I’ve been exposed!


Yikes!  Everyone on the  OC staff seems to have discovered this blog, much to my dismay.  Well, after thinking about it, I am not really all that dismayed—it’s just easier to have an audience whom you don’t see every day, as opposed to the nurses, aides, and therapists who are my constant company.  But after thinking about it, I decided that just because my cover is blown doesn’t mean I am going to change anything I might write and clearly the supportive reception I’ve received from my readers indicates that they are not offended or threatened by anything I’ve said so far.  In fact, one administrator said, “Your blog is an opportunity for us—we so seldom get feedback from our customers (patients).”  Of course there is feedback…most patients in this unit seem very positive and always have a ‘thank you’ for any form of assistance, however small.  On the other hand, most of the residents aren’t going to fill out a Customer Satisfaction Survey, either…and like most service organizations, the complaints management hears are from the discontented, not the satisfied.

So OK, exposure is not so bad, even if I’ve always been a behind-the-scenes person.  Here in the world of healing bodies, exposure takes on a different sort of meaning—it means ‘no physical secrets’.  None.  Lynn was here yesterday and quite amused when an aide came in and asked, “How many times did you go to the bathroom today?”  “OK,” she said, scribbling on her clipboard. “Any bowel movements?”

Sheesh.  Good thing Lynn and I are friends.  I don’t have many secrets from her, but this was kind of a new level of intimacy….

There is a delicate line, I think, between the acceptance of the body in its functional aspect and a patient’s personal dignity.  Here in the confines of a nursing home-physical recovery setting, there can be no false modesty: withholding information from a caregiver is not a good idea.  On the other hand, the caregivers are most respectful of personal boundaries: they knock when your door is closed, cover up your exposed body parts whenever possible, and adjust your clothing to protect your modesty. Sometimes it’s even laughable: this morning I found myself lying on my bed, naked from the waist down, while the nurse clipped the last remaining staple out of my butt and carried on a discussion about online Christmas shopping.  The incongruous scenario continued during my shower, when Patty dried my back and discussed the computer printer sale at Wal-Mart, and how she was going to buy one for her son for Christmas.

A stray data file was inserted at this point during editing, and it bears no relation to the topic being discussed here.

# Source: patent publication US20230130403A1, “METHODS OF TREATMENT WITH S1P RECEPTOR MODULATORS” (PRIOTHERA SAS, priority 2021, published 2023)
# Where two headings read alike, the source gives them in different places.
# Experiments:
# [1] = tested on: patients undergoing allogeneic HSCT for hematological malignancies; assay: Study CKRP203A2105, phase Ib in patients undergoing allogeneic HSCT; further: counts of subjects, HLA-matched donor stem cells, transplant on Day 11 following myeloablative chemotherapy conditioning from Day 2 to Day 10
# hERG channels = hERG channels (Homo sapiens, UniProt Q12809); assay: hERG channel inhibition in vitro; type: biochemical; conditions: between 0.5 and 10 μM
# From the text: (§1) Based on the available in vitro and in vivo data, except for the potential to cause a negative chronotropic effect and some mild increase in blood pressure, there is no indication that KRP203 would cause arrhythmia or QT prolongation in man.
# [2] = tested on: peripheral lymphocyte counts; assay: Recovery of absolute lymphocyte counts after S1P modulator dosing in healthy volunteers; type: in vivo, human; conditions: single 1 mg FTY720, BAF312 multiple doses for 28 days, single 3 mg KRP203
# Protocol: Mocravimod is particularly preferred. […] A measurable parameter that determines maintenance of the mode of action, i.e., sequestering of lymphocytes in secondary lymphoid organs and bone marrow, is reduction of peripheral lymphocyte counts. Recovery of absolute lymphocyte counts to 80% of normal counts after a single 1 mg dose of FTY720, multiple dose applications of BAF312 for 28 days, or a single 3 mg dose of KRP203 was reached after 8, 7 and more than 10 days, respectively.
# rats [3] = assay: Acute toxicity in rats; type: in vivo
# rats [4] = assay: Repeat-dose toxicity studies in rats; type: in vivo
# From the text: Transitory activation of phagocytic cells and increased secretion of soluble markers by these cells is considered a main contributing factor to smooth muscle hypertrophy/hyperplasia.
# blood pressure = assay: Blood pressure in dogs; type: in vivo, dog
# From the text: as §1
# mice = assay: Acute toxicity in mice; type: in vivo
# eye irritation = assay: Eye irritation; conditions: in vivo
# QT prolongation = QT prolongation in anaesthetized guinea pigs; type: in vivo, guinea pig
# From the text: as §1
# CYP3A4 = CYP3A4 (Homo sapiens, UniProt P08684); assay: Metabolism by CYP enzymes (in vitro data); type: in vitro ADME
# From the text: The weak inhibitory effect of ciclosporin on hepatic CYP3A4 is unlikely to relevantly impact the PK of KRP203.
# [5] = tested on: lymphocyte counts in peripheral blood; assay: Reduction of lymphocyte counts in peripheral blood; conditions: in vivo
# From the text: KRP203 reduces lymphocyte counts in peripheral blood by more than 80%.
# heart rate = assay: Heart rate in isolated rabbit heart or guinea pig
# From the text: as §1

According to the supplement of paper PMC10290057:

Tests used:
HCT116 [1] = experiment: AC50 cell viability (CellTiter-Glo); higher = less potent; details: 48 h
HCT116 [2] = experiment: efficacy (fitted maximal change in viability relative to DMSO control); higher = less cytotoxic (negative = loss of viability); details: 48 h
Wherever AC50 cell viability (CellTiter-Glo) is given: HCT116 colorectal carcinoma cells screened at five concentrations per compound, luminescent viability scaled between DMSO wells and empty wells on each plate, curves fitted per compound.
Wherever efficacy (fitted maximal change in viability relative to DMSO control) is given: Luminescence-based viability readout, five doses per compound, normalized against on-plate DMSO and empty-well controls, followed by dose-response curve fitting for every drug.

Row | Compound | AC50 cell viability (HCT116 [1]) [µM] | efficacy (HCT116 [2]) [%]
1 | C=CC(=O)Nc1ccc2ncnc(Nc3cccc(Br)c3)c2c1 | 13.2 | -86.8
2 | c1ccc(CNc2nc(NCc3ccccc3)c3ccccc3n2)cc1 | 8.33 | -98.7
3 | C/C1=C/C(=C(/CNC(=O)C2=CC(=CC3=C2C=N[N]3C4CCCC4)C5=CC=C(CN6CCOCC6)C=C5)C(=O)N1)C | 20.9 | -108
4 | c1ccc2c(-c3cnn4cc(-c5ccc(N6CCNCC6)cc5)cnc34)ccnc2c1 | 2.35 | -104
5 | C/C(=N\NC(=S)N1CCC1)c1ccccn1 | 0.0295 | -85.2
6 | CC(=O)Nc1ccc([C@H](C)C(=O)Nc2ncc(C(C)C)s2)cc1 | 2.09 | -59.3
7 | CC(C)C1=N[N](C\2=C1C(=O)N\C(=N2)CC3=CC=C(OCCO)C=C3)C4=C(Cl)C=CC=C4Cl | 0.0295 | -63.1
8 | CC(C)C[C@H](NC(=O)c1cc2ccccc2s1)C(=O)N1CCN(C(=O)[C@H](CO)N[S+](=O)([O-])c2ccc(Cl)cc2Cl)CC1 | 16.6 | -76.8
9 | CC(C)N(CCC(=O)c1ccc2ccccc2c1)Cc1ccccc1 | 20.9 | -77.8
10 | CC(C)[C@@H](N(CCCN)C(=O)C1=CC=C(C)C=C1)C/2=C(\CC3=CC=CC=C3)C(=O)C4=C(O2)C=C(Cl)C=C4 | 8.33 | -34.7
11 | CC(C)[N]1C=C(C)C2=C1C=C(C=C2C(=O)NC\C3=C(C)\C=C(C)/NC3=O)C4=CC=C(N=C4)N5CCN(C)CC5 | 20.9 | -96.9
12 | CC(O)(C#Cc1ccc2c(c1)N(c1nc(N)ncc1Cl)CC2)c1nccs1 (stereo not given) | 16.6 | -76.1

The point here is that one’s body is considered objectively, even scientifically, while one’s dignity is valued and respectfully maintained as much as possible, given the circumstances.  The caregiver sets this tone, and it is up to both sides to maintain the balance. 

It’s been a long day today, beginning with the nurse remarking that that last staple in my rear end was “officially the most difficult staple she ever had to remove”, through a fairly strenuous workout this morning, a couple of friends visiting (bring chocolates!) to these middle of the night moments, when I’ve just asked for a couple of pain pills (see ‘fairly strenuous workout this morning’) and now it’s late and quiet in the hallway and I feel sleep settling down beside me, at last.


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